Erika Harrell
Erika Harrell is the parent of a third-grader at Rocketship Public Schools' Rise Academy in southeast D.C. (Courtesy 74 Million project)

The D.C. Public Charter School Board celebrates the 74 educators, lawmakers, students, and parents who were recently interviewed for the survey project, “Reinventing America’s Schools,” and their commitment being at the forefront of pushing their communities to rethink and reinvent their schools.

The project, by the education-focused website 74 Million, is a survey of dramatic improvements currently taking place in urban public education in cities as diverse as New Orleans, Denver, D.C. and Indianapolis.

D.C. has offered education stakeholders across the country at what two school systems — with different governance models but of roughly equal size and occupying the same space — can do to transform and improve the quality of education students receive, regardless of a student’s race, gender, or economic circumstance.

Meanwhile DCPCSB members continue to collaborate with city officials, the traditional District of Columbia Public School system, and their own educational leaders to determine how to best strengthen and improve academic and non-academic oversight of public charter schools without impeding school leaders’ freedom to make their own decisions.

Overall, the goal is to hold D.C.’s public charter schools system accountable to high standards, which helps ensure schools are holding students to the same high standards.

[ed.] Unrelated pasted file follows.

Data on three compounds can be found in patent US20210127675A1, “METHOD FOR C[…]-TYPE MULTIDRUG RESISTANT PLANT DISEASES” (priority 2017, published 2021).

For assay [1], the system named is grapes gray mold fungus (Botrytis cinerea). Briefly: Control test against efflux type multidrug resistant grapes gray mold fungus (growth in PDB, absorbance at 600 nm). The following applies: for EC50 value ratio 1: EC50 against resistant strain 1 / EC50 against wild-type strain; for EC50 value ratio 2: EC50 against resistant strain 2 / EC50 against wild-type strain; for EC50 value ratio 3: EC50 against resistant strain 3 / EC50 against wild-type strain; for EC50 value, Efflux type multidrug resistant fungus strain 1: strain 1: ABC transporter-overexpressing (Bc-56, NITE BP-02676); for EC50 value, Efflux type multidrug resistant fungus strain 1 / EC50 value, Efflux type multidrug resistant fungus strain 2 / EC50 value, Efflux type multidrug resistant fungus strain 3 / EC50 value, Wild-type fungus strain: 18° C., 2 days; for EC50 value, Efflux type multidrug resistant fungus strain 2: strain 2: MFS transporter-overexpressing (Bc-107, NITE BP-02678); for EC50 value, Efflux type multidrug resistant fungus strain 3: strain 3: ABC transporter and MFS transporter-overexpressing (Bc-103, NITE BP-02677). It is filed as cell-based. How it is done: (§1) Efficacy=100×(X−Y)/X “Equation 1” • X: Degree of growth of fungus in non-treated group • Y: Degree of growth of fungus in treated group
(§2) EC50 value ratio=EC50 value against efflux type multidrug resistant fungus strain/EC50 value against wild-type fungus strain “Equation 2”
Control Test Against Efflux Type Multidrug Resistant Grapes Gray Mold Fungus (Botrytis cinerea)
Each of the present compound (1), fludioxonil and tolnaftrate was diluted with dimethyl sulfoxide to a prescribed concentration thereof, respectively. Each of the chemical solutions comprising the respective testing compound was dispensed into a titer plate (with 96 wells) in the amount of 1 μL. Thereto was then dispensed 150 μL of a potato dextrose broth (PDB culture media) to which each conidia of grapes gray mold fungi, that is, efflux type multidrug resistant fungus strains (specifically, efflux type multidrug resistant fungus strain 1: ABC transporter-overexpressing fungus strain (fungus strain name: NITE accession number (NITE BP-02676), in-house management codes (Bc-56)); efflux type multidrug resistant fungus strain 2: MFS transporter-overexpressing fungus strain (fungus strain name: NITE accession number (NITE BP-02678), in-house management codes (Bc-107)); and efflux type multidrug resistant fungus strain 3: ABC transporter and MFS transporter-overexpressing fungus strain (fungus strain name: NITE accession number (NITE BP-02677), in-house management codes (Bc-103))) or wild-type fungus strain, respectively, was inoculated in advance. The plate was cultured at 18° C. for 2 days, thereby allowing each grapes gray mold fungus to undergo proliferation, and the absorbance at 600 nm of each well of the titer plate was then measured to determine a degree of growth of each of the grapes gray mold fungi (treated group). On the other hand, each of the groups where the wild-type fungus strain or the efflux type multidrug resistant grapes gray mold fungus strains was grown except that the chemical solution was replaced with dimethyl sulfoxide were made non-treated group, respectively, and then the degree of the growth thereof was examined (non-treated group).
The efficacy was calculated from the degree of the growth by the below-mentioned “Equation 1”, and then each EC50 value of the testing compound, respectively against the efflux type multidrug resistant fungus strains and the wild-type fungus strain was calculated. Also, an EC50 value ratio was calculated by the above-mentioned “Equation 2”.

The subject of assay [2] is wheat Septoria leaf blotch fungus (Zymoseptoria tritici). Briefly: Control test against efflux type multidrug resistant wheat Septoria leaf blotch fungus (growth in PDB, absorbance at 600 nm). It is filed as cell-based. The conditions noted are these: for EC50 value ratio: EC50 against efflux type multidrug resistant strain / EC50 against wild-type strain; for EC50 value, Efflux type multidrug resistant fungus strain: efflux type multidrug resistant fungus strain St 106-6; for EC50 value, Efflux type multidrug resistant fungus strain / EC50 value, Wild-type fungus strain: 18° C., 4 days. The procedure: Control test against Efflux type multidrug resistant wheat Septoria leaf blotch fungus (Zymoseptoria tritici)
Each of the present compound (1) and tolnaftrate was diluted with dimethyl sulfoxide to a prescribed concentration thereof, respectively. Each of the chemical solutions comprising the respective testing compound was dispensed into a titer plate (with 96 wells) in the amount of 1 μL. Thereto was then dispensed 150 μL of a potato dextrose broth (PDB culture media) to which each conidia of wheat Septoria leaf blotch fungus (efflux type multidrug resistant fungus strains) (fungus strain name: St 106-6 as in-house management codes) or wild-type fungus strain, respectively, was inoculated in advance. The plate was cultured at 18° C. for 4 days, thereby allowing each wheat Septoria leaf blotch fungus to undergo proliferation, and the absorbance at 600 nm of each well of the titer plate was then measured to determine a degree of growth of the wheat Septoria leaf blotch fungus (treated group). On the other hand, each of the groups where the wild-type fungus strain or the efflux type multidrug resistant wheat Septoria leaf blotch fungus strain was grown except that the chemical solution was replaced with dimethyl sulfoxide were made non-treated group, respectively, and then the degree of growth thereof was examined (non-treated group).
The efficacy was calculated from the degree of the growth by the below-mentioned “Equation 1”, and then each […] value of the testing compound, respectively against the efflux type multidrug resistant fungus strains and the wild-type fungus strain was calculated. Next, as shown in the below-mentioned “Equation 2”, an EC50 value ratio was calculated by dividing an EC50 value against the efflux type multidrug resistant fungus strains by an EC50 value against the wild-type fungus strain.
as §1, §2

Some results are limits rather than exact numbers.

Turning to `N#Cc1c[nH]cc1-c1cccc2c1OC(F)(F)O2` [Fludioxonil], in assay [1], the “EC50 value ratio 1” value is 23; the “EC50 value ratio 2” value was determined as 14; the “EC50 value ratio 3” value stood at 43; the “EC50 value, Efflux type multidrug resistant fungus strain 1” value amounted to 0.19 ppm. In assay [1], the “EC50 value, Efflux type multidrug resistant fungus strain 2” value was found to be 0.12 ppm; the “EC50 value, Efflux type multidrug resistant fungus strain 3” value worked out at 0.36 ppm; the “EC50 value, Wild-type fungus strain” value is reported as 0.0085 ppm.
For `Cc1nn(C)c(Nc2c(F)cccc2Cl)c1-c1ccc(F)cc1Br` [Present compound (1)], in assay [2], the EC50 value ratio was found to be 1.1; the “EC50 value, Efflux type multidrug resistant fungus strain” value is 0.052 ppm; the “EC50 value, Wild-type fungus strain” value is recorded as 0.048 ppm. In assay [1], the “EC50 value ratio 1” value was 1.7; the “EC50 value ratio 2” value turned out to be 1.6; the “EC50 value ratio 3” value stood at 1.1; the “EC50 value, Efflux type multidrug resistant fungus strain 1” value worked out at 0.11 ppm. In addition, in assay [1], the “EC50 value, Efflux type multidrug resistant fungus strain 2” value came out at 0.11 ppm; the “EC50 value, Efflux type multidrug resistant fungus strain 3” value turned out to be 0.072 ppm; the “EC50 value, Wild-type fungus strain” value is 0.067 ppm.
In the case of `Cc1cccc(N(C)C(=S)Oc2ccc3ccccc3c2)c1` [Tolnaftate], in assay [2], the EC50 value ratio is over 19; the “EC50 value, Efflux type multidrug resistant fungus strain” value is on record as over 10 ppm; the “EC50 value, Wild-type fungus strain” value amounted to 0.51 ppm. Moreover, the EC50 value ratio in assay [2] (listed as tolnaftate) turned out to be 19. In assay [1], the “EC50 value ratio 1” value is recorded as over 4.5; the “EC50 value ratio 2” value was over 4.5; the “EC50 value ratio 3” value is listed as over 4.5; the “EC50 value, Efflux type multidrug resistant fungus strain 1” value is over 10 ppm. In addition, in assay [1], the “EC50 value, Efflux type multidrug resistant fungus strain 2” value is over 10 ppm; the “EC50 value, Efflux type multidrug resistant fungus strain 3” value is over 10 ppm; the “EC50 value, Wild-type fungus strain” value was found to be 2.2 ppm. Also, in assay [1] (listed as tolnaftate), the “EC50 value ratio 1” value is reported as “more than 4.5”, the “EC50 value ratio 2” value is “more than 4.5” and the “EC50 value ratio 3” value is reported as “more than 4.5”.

Erika Harrell, a founding parent of Rocketship Public Schools’ Rise Academy in southeast D.C. and parent of a third-grader there, said she likes being included her child’s learning process.

“I like to know what’s going on with them so that I can be supportive at home, and to me, the charter model just has been the most beneficial. Aside from cutting down on the bureaucracy, I feel like teachers have more freedom to connect with parents without so much red tape,” said Harrell. “Having choice really feels like I have the stronger freedom to determine and act on the kind of parent I want to be. I think of myself as a teacher first when it comes to my kids. Learning doesn’t just happen in the classroom, and I believe that teachers and parents and schools should have a strong partnership. For me, it’s about finding the best partner for my kids so that they can be the best that they can be.”

The entire “Reinventing America’s Schools” series can be read at

Veterans Day Observance

No classes for DCPS students on Nov. 10

Teacher of the Year

Paul Howard, a history instructor at LaSalle-Backus Education Campus in northeast D.C., has been named the 2018 D.C. Teacher of the Year.

Howard was surprised with a $7,500 check on Nov. 6 when he thought he was attending an end-of-the day assembly for an attendance count.

Howard said the honor means he has the students of the year.

“We’ve been labeled among the bottom 40 of schools, and oftentimes there’s a stigma put on lower-performing schools and the children who are in them,” Howard said in a broadcast interview. “But to get recognized is to recognize the work my students [and administrative staff] have been doing as well. To get Teacher of the Year validates decisions I’ve made as a teacher.”

Howard plans to use some of his prize money to attend a history conference in Scotland.

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